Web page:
For some reason, NonFungible’s data also omits NFTs living on other blockchains such as Solana and Polygon. According to data from CryptoSlam, Solana has processed over 21,000 NFT transactions over the past 24 hours, making up $7.3 million in trading volume. Polygon, while smaller, also facilitates over $1 million worth of NFT trades daily. By excluding the second and third most active chains for NFT trading, NonFungible’s data does not accurately represent the whole sector. Claims that the data indicates a declining NFT market are therefore misleading at best.
Cherry Picked NFTs
As Vigna’s article continues, he tries to back up his argument that the NFT market is declining with examples of NFTs that have dropped sharply in value. The first on his chopping block is Jack Dorsey’s NFT of his first tweet on Twitter, which sold for $2.9 million in March 2021 and has since struggled to sell.
It’s important to note that Dorsey’s tweet was part of the first wave of NFT euphoria that hit the space shortly after Beeple’s earth-shattering $69 million NFT sale at Christie’s. In that sense, it’s not surprising that Dorsey’s highly-specific NFT has not found another buyer. But to say that this example represents the entire NFT space shows a stunning lack of awareness.
Just three days before Vigna’s article hit the front page of The Wall Street Journal, Bored Ape Yacht Club creator Yuga Labs conducted the largest NFT sale in history. The drop, consisting of over 55,000 land plots for its upcoming Metaverse game Otherside, brought in over $310 million in initial sales. Less than a week since launch, the collection has exceeded $700 million in trading volume across more than 27,000 sales.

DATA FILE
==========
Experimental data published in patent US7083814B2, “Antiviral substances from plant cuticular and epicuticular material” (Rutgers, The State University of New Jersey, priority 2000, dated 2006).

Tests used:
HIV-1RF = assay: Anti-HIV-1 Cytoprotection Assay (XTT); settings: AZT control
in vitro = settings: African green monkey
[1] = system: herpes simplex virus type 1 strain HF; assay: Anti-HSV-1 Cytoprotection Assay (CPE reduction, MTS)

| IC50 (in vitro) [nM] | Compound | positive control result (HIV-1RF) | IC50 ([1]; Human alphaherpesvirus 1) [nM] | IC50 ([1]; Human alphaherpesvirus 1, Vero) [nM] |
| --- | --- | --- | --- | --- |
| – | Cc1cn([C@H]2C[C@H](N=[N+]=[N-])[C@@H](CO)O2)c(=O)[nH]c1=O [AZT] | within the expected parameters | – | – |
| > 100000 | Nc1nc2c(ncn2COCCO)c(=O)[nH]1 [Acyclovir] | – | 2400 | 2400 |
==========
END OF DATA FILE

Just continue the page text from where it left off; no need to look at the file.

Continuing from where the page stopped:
The Otherside land drop is not an anomaly. Throughout the first four months of 2022, several new collections such as Azuki, Okay Bears, Moonbirds, and VeeFriends Series 2 have sold out after hugely anticipated launches. Trading on secondary marketplaces like OpenSea has boomed (it saw $3.4 billion worth of trading volume last month), returning handsome profits for keen flippers.
To take just two of these collections as an example, VeeFriends Series 2 and Okay Bears have collectively seen close to 20,000 sales over the past week. In his article, Vigna says that weekly NFT sales are currently at about 19,000, but it’s painfully obvious he’s wrong.
Vigna’s article also highlights an NFT from the Snoop Dogg-curated collection The Doggies. Doggy #4292, one of the rarest pieces in the collection, exchanged hands for 9.69 Ethereum at the start of April. Vigna states that the NFT is now up for auction with a price tag of over $25 million. In reality, as is a popular practice in the NFT space, the owner has listed the piece at an outrageous price, likely to encourage high bids from NFT whales or show that they have no intention of selling it. The “highest current bid for 0.0743 ETH” that Vigna cites most likely comes from a scalping bot that routinely sends offers below the floor price to all holders in a given collection. To describe this as a “bid” on an “auction” shows inadequate research and an alarming lack of care in reporting.